I can't comment on growing vegetables in Texas, as I live in the UK, but what I can say is that certain vegetables give much bigger yields per square metre than others if you have only a small area.

I can grow enough parsnips for the winter in just 1sqm, using a precision sowing technique of putting 5-6 seeds into 30 stations 15cm apart in 3 rows, each row having 30cm between. When the seeds germinate, the young plants are thinned to the strongest plant at each station to give a good root come the autumn.

Carrots can be grown in a similarly precise way and spring onions (scallions) can be grown in clumps of 10 in a 10cm*10cm grid - 0.5m * 0.5m will give you a clump a day pretty much for a month.

You can grow 60 beetroot in a square metre by sowing four seeds in module trays together, then planting out 15 clumps at 30cm apart in three rows 30cms apart. You can harvest the beetroot over a few weeks in the UK by taking the big ones first, then letting the laggards continue to grow.

Potatoes, onions, shallots, garlic and winter squash tend to require larger spaces if you want to be self-sufficient. Even then, the first four require no more than 15sqm for a year's supply. Squash tends to need more so is more a crop for those with a bit more space to grow.

This winter, 4 Savoy cabbages were sufficient to provide fresh produce from 1st December to the end of March, using only 1.5sqm of growing area. 6 Brussels Sprouts plants took up 2sqm and again have been picked continuously from early December through to now.

The key thing to factor in is how you will store vegetables - with us in the UK, during many winter seasons, storage in an external shed is fine, but this winter we had 20+ days of hard frosts ( lower than -6C), which caused stored veg in the shed to rot. Inside a garage with a wall facing the home appears better for such scenarios if you don't have a cellar. Freezing is not as good as eating fresh, but pragmatism may suggest some of that taking place.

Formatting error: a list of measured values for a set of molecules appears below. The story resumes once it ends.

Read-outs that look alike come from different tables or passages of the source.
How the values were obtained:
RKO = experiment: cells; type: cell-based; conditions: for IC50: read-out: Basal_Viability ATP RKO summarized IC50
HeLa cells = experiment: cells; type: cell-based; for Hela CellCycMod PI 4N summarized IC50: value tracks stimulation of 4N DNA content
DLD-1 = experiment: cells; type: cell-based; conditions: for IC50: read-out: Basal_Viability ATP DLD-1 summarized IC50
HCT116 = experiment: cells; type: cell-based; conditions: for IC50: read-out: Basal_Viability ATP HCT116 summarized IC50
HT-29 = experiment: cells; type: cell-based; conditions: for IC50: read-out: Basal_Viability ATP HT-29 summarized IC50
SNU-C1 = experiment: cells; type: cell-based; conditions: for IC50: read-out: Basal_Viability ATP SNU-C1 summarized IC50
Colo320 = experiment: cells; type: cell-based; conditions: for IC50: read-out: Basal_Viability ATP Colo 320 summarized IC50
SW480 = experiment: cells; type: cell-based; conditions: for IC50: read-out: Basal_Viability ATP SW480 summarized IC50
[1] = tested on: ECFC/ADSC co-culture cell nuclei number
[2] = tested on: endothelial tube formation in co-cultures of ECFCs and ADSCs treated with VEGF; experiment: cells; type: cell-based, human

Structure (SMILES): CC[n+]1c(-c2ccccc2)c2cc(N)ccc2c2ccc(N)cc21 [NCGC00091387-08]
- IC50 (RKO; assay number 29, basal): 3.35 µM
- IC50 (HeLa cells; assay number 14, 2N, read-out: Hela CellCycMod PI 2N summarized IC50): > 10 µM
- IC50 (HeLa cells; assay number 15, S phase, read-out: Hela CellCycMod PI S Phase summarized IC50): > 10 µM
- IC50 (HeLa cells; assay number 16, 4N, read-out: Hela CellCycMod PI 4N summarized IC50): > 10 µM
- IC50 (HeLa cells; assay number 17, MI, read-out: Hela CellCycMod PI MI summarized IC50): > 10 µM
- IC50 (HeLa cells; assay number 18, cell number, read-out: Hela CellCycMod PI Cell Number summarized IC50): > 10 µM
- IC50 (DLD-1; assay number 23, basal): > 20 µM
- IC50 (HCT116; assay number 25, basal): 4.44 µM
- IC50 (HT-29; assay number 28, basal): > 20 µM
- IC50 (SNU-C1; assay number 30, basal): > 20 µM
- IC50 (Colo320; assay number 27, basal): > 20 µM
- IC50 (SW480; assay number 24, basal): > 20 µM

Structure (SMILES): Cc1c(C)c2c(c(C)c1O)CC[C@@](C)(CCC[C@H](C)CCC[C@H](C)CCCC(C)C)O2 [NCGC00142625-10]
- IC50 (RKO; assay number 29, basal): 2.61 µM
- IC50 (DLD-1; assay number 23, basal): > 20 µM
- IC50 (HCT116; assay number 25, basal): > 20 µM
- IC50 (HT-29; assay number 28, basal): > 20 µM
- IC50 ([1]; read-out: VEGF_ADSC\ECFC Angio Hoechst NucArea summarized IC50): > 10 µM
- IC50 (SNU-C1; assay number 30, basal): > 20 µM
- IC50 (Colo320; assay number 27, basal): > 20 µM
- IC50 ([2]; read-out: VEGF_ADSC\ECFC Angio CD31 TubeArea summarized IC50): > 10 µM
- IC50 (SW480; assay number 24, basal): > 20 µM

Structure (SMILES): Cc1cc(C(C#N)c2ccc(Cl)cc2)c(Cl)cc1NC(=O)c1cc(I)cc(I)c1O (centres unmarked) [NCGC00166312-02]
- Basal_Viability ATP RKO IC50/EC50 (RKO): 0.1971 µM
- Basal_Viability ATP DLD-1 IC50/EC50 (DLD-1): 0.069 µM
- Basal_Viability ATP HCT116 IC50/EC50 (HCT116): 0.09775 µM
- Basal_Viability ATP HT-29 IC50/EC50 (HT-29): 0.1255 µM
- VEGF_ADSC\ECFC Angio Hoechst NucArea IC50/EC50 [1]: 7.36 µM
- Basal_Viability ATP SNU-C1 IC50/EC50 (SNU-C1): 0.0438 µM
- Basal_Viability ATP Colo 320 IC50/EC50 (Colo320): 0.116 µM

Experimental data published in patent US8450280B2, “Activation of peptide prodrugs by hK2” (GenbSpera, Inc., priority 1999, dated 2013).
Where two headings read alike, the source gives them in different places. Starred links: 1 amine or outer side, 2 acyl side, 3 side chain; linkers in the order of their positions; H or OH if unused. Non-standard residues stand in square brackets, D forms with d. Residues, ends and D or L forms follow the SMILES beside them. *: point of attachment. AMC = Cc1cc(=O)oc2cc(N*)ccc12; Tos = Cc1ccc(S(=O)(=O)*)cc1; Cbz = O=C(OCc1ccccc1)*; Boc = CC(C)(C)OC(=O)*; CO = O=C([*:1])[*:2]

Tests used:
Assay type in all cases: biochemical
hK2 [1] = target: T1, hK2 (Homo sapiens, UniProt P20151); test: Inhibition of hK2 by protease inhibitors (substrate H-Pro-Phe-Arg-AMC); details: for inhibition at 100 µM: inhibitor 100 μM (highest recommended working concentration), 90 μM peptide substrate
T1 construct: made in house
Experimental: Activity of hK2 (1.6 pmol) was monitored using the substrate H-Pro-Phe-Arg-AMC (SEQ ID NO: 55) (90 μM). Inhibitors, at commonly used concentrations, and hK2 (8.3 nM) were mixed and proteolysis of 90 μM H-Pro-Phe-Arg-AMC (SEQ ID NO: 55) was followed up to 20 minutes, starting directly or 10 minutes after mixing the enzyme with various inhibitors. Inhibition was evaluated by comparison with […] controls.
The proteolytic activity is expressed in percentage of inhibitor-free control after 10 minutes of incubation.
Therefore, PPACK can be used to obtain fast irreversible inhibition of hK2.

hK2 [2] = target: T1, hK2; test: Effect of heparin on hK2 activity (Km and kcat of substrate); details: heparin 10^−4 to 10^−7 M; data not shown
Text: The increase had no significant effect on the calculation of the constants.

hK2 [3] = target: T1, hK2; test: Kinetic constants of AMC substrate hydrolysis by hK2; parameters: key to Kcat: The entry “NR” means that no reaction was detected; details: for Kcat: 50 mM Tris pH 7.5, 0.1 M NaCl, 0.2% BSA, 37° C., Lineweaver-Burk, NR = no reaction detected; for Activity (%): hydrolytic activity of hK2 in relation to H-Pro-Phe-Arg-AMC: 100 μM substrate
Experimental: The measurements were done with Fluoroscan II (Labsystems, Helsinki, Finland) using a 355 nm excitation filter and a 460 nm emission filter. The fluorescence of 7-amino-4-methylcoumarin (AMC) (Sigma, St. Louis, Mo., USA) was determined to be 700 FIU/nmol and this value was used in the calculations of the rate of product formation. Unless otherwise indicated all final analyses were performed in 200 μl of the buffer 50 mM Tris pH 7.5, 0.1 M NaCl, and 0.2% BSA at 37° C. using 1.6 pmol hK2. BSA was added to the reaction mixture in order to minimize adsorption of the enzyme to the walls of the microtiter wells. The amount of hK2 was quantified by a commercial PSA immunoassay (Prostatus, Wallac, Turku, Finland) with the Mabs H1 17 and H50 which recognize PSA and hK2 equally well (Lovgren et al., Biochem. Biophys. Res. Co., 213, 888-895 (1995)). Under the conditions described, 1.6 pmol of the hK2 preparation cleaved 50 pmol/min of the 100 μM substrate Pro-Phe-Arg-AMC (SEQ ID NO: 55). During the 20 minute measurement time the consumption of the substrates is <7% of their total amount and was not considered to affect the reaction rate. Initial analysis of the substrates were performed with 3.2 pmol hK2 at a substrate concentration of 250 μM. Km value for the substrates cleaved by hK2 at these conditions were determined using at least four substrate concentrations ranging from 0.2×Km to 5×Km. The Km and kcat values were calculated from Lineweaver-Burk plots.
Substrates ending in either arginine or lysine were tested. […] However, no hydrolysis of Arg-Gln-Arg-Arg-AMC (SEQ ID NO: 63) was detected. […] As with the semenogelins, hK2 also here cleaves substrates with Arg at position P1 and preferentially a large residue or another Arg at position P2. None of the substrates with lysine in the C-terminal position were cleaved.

My top ten vegetables to grow in the UK if you are limited in growing area: scallions/spring onions; radish; beetroot; parsnip; carrot; lettuce, picking leaves every week for 10 weeks+; winter radish; celery; dwarf bean; bush tomato.

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I have a small container garden and so excited for this year! Last year did half veggies and half pollinator garden. Might try garlic this year!

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Feb 27Liked by John Day MD

Follow "Gardening with Leon" on YT on how to make self-watering garden containers. Leon, in his 80s, is intent on teaching the younger generation how to grow their own food. These work extremely well in West Texas where it's difficult to provide a consistent soil moisture to in-ground gardens. Two years ago, I cut a 300 gal IBC tote in half, raised it on cinder blocks which allows easier access for people who have mobility issues. I have several horse feed buckets, (free from people who have horses) made into these self-watering containers. Watering, fertilizing is easy (no desperate 2-3times a day watering!) and no weeding, either!


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Feb 27Liked by John Day MD

Dear John, I have had gardens before but I will have to move home to have another. Thank you for reminding me of my past gardening, you have painted that picture fresh in my thoughts! Teza from Sydney Australia.

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Mar 6Liked by John Day MD
Feb 27·edited Feb 27

*BLACK BOX WARNING* to new gardeners like myself!

With all the exhortations in the alt health and truth communities to "get growing", it is easy to get started in haste, as I did, and end up committing a critical, expensive, time and effort killing error.

*PLEASE* be extraordinarily careful about your soil source, whatever amendments you add, and here is why: AMINOPYRALIDS



Many veteran organic gardeners with decades of experience are still getting hit by this "better living through chemistry" stealth poison from the usual predator/parasites, same as what happened with glyphosate and so many other products pushed for "safe & effective" applications - turns out disease, disability and death aren't quite so sate & effective, unless you're evaluating it from a genocidal psychopath's POV.

Do your own thorough research and be informed, do not consent to their degenerative, life-hating/killing products & practices.

Gratitude to Doc John and all the gardeners out there for sharing the regenerative loving intention of stewarding life affirming gardening, feeding the foundation of all life on our home.

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